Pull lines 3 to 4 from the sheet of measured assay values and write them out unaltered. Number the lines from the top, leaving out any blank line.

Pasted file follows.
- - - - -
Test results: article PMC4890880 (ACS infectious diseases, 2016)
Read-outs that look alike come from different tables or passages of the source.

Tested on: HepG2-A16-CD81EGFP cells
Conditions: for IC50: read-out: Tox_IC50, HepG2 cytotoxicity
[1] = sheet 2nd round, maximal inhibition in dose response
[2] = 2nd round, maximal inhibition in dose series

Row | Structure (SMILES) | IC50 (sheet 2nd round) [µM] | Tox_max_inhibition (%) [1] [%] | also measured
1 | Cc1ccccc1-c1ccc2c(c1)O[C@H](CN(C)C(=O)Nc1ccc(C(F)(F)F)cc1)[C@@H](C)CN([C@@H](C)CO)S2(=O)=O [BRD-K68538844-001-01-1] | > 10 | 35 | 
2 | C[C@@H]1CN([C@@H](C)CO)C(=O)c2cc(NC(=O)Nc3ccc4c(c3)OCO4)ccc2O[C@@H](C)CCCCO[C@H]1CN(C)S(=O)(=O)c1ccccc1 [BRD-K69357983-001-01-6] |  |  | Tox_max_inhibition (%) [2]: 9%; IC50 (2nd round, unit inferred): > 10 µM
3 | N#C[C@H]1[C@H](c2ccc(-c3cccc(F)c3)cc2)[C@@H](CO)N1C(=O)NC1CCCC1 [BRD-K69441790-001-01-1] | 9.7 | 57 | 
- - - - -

Tested on: HepG2-A16-CD81EGFP cells
Conditions: for IC50: read-out: Tox_IC50, HepG2 cytotoxicity